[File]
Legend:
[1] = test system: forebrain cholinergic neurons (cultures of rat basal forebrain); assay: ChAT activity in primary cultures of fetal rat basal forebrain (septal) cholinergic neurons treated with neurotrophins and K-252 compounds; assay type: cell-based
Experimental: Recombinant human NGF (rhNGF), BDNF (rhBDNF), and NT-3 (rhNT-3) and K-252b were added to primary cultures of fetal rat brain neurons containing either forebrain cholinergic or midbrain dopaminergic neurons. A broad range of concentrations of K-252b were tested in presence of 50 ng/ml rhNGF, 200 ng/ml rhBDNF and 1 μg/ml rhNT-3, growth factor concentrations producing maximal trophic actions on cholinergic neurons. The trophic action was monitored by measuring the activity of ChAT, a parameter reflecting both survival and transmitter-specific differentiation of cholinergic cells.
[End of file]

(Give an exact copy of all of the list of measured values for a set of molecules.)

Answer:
Legend:
[1] = test system: forebrain cholinergic neurons (cultures of rat basal forebrain); assay: ChAT activity in primary cultures of fetal rat basal forebrain (septal) cholinergic neurons treated with neurotrophins and K-252 compounds; assay type: cell-based
Experimental: Recombinant human NGF (rhNGF), BDNF (rhBDNF), and NT-3 (rhNT-3) and K-252b were added to primary cultures of fetal rat brain neurons containing either forebrain cholinergic or midbrain dopaminergic neurons. A broad range of concentrations of K-252b were tested in presence of 50 ng/ml rhNGF, 200 ng/ml rhBDNF and 1 μg/ml rhNT-3, growth factor concentrations producing maximal trophic actions on cholinergic neurons. The trophic action was monitored by measuring the activity of ChAT, a parameter reflecting both survival and transmitter-specific differentiation of cholinergic cells.